From left, attorney Robert Klein, state Rep. Nathan Suzuki and attorney Paul Wong made their way to federal court yesterday afternoon for Suzuki's arraignment.

Lawmaker pleads innocent

By Debra Barayuga

State Rep. Nathan Suzuki pleaded not guilty yesterday in U.S. District Court to charges he lied on his federal tax returns and failed to disclose he had interests in overseas accounts linked to isle businessman Michael Boulware, who was recently convicted of tax evasion.

The lawmaker declined comment yesterday after his arraignment. But one of his attorneys, Robert Klein, said outside the courthouse that Suzuki "looks forward to his day in court, and we'll vigorously oppose the charges."

Suzuki, a certified public accountant and former comptroller for Boulware's company, Hawaiian Isles Enterprises -- a major distributor of wholesale coffee, tobacco and vending machines -- had helped set up the foreign corporations in Hong Kong and Tonga for Boulware and had authority over the corporation's accounts, according to the indictment.

At Boulware's tax evasion trial last November, prosecutors contended Boulware laundered money through the corporation's accounts to avoid tax liability.

Boulware was sentenced last month in U.S. District Court to four years and three months for lying on his tax returns and failing to report $10 million in personal income that he funneled from his own company for his own use.

U.S. Magistrate Kevin Chang ordered Suzuki to post a $100,000 unsecured bond, the same amount Boulware was ordered to post before he was released pending an appeal of his case.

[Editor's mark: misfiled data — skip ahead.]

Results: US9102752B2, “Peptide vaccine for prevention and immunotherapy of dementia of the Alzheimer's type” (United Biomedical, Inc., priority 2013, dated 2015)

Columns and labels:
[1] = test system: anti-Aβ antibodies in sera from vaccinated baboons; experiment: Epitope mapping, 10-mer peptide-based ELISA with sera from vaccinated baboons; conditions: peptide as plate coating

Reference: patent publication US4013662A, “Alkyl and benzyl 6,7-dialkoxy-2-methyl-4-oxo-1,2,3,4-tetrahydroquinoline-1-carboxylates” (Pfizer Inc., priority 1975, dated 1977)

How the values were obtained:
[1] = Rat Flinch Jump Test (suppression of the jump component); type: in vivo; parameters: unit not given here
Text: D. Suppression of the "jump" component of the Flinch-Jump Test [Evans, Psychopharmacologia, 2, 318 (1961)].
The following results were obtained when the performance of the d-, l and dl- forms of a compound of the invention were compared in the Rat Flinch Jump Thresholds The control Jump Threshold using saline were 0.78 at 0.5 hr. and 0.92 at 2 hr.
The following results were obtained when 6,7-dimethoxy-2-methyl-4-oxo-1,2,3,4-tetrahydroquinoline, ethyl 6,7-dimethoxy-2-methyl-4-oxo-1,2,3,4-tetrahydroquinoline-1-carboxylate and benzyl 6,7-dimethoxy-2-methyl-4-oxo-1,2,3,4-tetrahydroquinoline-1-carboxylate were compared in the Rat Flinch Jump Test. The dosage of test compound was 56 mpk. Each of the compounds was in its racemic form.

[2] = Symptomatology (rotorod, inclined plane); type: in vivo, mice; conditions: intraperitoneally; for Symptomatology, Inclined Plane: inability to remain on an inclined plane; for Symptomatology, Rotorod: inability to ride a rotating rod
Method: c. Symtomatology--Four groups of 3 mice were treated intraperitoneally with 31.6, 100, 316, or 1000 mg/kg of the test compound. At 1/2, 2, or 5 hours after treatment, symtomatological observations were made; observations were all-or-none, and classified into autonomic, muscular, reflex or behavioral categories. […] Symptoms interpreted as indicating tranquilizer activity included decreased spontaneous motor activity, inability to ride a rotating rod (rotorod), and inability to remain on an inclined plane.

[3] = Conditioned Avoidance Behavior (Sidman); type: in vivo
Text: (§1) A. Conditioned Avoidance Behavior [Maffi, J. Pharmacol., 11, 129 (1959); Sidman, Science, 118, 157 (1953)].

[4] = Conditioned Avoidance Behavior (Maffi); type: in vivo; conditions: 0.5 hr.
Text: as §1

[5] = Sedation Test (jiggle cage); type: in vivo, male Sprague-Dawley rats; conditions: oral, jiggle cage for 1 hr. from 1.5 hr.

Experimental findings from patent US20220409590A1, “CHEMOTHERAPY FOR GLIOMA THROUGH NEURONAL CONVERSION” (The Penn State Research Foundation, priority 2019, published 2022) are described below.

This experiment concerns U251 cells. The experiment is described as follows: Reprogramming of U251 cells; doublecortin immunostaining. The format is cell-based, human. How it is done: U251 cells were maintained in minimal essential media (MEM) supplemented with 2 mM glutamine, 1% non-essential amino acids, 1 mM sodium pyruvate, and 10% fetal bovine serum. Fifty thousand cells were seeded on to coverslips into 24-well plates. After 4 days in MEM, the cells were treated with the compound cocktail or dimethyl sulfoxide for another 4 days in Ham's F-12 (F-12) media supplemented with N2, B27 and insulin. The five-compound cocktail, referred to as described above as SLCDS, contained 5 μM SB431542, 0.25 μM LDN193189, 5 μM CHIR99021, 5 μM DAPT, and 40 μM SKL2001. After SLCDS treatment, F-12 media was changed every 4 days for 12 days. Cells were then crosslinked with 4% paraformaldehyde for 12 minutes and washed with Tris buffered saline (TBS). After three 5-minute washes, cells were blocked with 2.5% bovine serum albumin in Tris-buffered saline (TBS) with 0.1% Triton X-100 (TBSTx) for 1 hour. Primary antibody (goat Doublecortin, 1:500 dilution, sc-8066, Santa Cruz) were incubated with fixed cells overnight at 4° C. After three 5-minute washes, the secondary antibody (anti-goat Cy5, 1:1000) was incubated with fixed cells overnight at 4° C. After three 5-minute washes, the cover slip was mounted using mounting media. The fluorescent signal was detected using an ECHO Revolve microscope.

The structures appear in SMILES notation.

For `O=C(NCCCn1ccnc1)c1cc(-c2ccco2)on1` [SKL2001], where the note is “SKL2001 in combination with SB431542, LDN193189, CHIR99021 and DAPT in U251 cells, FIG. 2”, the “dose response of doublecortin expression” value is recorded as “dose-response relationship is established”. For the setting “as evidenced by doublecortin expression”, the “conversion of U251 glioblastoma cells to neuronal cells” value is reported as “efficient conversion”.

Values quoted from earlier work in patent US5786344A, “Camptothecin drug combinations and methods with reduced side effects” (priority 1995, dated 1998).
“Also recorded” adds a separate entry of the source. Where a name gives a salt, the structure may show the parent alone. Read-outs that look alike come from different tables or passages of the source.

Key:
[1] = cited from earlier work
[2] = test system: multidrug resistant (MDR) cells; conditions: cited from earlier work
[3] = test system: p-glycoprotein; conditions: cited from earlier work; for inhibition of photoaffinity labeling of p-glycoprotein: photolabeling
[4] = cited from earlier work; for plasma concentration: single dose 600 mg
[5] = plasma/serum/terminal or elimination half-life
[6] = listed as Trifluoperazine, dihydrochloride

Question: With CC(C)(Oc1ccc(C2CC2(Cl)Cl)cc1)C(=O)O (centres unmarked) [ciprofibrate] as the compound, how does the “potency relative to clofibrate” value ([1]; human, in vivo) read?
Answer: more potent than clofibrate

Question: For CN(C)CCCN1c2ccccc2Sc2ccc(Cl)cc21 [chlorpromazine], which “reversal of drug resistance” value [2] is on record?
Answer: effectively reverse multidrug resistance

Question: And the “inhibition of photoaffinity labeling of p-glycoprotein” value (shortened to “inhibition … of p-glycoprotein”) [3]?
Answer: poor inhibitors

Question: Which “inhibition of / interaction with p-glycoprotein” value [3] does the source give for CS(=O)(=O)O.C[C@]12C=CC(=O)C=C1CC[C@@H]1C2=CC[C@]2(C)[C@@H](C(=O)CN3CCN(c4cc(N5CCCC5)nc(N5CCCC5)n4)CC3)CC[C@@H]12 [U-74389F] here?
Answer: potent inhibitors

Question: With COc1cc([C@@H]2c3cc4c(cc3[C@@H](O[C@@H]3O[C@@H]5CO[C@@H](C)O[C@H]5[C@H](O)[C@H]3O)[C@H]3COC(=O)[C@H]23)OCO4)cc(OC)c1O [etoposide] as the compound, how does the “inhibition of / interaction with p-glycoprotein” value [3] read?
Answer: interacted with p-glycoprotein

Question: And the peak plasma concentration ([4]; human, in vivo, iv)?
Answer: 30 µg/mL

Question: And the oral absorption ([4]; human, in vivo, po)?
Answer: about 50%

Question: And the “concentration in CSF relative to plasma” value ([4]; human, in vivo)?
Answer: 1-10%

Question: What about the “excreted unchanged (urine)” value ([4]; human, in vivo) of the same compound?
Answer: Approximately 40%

Special attorney Ted Groves of the Justice Department's Tax Division argued for a higher bond amount, saying $250,000 was more appropriate for Suzuki, who controlled overseas accounts with disbursements of $4 million that were used by two convicted felons.

Groves did not mention the felons by name. He apparently was referring to Boulware and Michael Norton, a California distributor of Kona coffee who was convicted for his role in a scheme to distribute 3.5 million pounds of mislabeled Kona coffee nationwide between 1987 and 1996, a source said.

Klein said he saw no reason why Suzuki's bond should be any higher than Boulware's, and assured the court his client will abide by the court's conditions.

Chang did not rule on a request by prosecutors that Suzuki have no contact with a list of 17 potential government witnesses.

Trial for Suzuki was set for Sept. 4 before Judge Helen Gillmor.

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